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Six Degrees

A couple of years ago…maybe more than a couple, there was this silly game that got started called Six Degrees of Kevin Bacon.  It was based on the theory of Hungarian author, Frigyes Karinthy, and more recently, the play by John Guare, Six Degrees of Separation.  I was fascinated by the notion that any person is six relationships away from anyone else on the planet.  I was ridiculously good at the Kevin Bacon game, because I have a weird, useless trivia portion of my brain that was just made for that game.

When the game was at its most popular, Bill Clinton was still in office, and my co-workers and I found that we were only separated from Bill & Hillary by three degrees.  Our sales manager knew Vernon Jordan, one of Bill’s buddies.  Still pretty cool…that means I’m four degrees from Obama.  (I’m dismayed to say that I’m closer than that to many Republicans…my boss is a big contributor, and has had dinner with Dubya.)

Tonight, the game touched me in a sad way.  I had been playing with my phone, reading news on one of the apps.  I had just finished reading about a gunman in Grand Rapids that was in a stand-off with police, after killing seven people.  No sooner had I clicked on to the next story when a Facebook text popped up.  It was from my good friend, MK.  She said that one of her best friends, someone who I had met when she was her on vacation from Michigan, was related to four of the victims.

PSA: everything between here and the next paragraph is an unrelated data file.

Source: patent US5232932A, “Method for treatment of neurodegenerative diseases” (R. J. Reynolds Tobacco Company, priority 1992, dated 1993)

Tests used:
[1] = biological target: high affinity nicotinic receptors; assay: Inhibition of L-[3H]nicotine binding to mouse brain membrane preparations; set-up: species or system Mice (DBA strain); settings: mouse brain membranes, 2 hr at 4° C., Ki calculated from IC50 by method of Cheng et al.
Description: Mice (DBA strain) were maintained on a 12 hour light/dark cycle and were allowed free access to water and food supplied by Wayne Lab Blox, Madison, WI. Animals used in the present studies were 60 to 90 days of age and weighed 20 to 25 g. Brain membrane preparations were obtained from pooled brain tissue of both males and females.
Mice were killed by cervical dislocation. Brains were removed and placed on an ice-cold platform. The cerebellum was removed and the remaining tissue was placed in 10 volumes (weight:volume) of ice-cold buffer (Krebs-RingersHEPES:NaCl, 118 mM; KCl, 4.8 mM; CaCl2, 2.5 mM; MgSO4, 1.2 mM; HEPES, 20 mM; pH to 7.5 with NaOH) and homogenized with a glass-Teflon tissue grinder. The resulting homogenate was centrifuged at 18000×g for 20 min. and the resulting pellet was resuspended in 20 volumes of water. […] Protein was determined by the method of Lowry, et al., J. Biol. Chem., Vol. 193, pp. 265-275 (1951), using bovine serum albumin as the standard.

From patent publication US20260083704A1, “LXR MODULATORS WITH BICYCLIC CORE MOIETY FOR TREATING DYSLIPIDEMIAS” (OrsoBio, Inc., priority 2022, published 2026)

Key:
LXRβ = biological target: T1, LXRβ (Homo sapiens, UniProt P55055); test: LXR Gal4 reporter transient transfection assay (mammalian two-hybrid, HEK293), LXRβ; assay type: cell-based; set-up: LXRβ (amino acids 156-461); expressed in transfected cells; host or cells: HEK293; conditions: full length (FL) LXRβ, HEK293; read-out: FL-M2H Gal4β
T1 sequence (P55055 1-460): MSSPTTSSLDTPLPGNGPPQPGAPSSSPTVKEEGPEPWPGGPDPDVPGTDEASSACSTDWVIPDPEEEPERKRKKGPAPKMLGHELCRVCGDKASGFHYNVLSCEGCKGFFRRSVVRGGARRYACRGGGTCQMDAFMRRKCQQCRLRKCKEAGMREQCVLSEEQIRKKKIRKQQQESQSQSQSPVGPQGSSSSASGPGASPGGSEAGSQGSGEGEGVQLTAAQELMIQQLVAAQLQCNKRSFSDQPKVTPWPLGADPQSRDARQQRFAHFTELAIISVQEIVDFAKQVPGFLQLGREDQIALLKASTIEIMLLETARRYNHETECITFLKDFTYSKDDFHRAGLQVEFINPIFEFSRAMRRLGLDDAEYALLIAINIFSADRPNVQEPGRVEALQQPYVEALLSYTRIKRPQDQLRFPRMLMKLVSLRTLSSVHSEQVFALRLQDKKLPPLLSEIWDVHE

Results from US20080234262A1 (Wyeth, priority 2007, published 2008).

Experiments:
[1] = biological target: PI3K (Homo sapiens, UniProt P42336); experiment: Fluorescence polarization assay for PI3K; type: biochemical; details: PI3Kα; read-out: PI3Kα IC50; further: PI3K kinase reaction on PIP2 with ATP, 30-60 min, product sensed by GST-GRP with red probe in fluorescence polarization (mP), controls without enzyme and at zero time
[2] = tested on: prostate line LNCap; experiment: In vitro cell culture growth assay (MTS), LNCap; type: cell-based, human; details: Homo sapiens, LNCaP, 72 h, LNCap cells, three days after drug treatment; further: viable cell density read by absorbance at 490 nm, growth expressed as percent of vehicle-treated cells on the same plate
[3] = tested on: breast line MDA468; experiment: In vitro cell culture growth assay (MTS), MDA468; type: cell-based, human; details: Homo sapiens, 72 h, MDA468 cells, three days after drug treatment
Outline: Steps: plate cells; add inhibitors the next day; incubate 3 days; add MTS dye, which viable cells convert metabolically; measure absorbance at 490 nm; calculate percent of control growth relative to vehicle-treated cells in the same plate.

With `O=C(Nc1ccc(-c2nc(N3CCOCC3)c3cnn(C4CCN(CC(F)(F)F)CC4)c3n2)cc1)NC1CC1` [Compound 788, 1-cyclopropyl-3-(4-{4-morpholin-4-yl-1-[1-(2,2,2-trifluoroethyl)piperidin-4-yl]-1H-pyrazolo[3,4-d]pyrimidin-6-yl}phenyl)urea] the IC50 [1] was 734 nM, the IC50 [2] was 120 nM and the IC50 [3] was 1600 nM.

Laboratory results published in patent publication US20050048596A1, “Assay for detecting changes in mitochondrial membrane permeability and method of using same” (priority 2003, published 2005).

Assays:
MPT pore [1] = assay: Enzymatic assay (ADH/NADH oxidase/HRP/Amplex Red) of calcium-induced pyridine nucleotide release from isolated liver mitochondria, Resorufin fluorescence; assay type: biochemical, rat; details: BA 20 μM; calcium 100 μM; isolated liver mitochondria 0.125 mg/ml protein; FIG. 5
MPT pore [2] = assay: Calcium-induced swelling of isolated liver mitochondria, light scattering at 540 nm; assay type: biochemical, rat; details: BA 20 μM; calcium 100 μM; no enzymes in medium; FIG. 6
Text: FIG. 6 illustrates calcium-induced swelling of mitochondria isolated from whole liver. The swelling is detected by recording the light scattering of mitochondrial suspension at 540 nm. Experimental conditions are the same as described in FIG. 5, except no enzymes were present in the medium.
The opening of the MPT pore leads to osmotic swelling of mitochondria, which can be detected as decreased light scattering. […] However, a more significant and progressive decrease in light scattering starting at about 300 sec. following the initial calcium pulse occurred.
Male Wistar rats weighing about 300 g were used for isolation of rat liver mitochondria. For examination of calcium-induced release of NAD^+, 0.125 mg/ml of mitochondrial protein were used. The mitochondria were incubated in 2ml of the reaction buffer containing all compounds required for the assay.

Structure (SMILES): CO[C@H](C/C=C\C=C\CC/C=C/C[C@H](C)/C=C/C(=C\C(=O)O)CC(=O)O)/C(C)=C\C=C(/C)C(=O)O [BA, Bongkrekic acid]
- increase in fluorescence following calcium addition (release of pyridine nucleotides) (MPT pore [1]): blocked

It’s still early in the game.  At this point, the guy is still holed up in a house, with a hostage.  In addition to the fatalities, apparently, two others have been shot.

Such tragedy…two of those killed were children.

I don’t know MK’s friend well…I only met her the one time; but, that doesn’t stop me from feeling incredibly sad.  So many lives will be touched by this event, and before it’s over, the potential for even more loss of life is a possibility. 

I have struggled with bouts of depression, and there have been very dark times in my life.  I am grateful to say that I have never contemplated hurting myself or anyone else.  That notion is so foreign to me.  Perhaps I’m lucky.  I’ve never been an addictive personality, either, so I can’t grasp how someone can get so lost inside themselves and be so destructive…either to themselves or to others.

I’ve been involved in a couple of heated discussions over the Casey Anthony verdict, as well.  That’s another topic that just confounds me.  I really do think that she had something to do with her daughter’s death, and I think that it’s a shame that, regardless of any jury’s verdict, a beautiful little girl is still dead.  I have tried to avoid a lot of the talking heads that have been screaming for Casey’s head.  The part that bothers me the most is the trashing of the jurors.  Up until a couple of years ago, I really wasn’t sure how I felt about the death penalty.